This has not been a good year. I will be happy to see the back of it. One of the undoubted highlights was seeing The Specials at the festival in the grounds of Rochester Castle.
I have no idea how many times I've seen The Specials over the years, but I suspect that they are the band I've either seen most or second most after The Ramones. I recounted the first time I saw them in a Saturday List blog in June this year. I wrote
Every song on the Specials first album is a classic, but to me this is the stand out track, for its melancholic tone and message. A masterpiece that is often overlooked for the more frenetic and well known songs. I went to see the Specials supporting the Damned and The UK Subs. I'd not really heard of the Specials. As they came on, I was about to take a sip of beer. They transfixed me for their whole set and it was only when they went off that I finally moved the glass to my lips. They blew me away. I loved the Subs, but I can't remember their set at all, as I was so blown away by The Specials.
I soon wore out their first album, overplaying it on my cheap stereo. The thing about the Specials was that they exemplified everyting I believe music should do. They promoted other bands via their Two Tone label. They promoted justice and equality. They wrote great pop songs about very difficult subjects. They were avowedly anti Nazi. It was a constant theme and a Specials T shirt was very much a statement, as exemplified in this tweet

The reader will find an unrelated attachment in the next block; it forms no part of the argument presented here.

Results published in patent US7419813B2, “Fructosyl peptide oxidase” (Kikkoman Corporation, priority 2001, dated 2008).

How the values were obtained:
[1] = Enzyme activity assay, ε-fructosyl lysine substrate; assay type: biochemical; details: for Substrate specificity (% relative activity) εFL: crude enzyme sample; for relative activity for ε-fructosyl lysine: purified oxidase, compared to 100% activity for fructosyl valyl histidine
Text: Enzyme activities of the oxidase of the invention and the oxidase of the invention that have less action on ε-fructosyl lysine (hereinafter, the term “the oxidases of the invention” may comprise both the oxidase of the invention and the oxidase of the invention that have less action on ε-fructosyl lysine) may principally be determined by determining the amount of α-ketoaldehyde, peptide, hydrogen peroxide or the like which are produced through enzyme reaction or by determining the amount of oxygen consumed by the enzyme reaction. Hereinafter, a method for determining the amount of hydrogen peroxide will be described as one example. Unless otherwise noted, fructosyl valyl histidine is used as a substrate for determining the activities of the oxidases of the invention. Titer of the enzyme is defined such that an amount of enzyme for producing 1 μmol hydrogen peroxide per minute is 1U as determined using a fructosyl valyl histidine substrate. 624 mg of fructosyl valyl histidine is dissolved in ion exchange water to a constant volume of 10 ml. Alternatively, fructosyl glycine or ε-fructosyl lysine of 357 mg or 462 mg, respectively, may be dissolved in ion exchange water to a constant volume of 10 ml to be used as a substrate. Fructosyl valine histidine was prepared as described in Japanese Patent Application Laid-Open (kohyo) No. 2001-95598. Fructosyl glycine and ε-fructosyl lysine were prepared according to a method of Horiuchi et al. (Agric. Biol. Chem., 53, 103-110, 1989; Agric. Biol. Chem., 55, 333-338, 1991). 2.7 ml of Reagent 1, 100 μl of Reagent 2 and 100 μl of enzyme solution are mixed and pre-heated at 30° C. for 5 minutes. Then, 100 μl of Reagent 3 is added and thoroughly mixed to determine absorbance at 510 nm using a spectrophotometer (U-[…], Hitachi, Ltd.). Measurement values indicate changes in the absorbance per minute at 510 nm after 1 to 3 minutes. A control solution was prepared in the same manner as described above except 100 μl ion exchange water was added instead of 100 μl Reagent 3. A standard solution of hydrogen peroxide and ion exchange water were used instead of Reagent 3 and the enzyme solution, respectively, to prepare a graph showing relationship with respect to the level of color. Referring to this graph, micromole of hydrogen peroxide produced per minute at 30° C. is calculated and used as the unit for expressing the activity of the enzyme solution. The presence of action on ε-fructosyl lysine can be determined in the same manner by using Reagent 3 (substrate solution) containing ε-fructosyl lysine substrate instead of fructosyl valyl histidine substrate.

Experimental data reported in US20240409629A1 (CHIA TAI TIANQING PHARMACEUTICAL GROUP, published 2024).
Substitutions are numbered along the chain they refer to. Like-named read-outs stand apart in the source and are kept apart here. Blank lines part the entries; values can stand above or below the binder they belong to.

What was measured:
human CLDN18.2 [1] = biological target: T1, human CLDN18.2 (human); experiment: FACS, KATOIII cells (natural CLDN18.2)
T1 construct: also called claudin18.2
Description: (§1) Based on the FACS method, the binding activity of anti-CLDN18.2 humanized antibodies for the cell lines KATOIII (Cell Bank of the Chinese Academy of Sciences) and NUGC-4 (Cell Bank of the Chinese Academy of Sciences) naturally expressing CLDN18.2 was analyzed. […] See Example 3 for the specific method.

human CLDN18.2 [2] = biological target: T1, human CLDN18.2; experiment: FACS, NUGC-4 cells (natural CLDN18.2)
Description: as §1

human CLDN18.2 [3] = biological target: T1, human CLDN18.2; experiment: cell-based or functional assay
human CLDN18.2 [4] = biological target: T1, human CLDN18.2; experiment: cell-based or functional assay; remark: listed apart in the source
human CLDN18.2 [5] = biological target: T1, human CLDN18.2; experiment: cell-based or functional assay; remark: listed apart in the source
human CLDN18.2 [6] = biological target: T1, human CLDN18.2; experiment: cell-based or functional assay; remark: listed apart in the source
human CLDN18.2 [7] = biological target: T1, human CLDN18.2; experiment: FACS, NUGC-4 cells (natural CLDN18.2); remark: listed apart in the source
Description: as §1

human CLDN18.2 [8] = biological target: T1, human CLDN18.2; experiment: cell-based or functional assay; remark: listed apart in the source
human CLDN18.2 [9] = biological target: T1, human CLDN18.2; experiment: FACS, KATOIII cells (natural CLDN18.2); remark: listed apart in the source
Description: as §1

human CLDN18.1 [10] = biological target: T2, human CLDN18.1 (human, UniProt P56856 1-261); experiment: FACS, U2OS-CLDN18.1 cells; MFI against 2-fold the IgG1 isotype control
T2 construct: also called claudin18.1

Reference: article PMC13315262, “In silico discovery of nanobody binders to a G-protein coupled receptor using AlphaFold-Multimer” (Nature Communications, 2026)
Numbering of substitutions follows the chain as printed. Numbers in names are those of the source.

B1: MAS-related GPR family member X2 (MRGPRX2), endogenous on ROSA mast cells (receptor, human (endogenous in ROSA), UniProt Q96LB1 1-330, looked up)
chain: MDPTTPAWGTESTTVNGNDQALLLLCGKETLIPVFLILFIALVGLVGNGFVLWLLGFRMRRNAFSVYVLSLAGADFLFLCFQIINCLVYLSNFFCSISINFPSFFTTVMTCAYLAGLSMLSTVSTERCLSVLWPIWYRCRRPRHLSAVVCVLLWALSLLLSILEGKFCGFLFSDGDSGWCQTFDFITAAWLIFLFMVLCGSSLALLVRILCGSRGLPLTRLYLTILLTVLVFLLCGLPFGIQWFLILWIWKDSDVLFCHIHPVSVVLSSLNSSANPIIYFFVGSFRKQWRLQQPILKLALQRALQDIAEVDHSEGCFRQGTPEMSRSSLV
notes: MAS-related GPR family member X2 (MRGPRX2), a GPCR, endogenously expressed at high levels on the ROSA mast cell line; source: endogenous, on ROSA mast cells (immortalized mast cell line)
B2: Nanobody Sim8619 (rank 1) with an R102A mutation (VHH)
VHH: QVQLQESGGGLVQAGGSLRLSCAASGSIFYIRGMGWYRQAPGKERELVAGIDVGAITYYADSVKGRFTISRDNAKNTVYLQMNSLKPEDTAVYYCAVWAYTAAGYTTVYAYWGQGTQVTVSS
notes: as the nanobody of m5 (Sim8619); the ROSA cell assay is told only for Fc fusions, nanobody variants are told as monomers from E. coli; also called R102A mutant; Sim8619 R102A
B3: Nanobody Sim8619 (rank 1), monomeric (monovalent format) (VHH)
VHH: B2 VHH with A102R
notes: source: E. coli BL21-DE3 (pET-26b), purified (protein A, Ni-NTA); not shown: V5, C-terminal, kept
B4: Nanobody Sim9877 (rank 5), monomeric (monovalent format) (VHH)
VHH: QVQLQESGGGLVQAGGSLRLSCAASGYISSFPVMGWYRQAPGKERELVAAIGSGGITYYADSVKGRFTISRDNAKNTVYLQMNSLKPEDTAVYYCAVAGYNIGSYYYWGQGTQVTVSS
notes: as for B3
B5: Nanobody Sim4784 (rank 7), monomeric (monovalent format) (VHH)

When Saffiyah Khan (wearing a Specials T- shirt) confronted a fascist at a march Terry Hall commented:— Gareth Williams (@GarethW89011699) December 20, 2022
“It felt like a vindication of everything the band had set out to do.” pic.twitter.com/8p8vdeiSJG
At the front was Terry Hall. Crushingly good looking and cool, minimalist in his presentation and singing in a Coventry accent. The stars of previous generations such as Jagger would try and imitate their American heroes in their presentation and gyrate wildly in the process. Hall did the opposite. All too soon he quit the Specials and formed the Fun Boy Three. For me, they were a good band, but not the same. The Specials had re-acquainted me with Ska, a musical genre that I loved in the late 60's as a kid, but had fallen out of fashion, apart from on the terraces at Chelsea. The Two Tone bands moved on, I got into various other genres, Greensleeves Reggae as an example. And then the Specials reformed. I was wary, bands reforming to pay the bills is not always great, but the first time I saw the reformed band, I was blown away and I think we saw them on every tour.
When I heard the news about Terry Hall, I was devastated. Some of this was purely selfish. The Specials were a guaranteed amazing night out. I see a lot of gigs and they are the best live band I've seen this century. They influenced my music. If you listen to They cleared out your desk, that I co wrote with Allen Ashley for the launch of the #KickOutCapita campaign, you cannot miss the influence of The Specials.
As I ponder the musical landscape of 2023, I can feel the loss of Terry. There will be no Specials tours to see, there will be no new album. If something needs to be said, there will be no Terry Hall to say it. Someone once said to me, when I was grieving my father's sudden death "We all have to go at some point to make space few new people, who will do even more wonderful things than we did". This is a heartfelt plea. If you know who is replacing the massive hole in my life that Terry Hall has left, please tell me as there is just a void there right now and Christmas just doesn't feel right.
Terry Hall RIP and thank you
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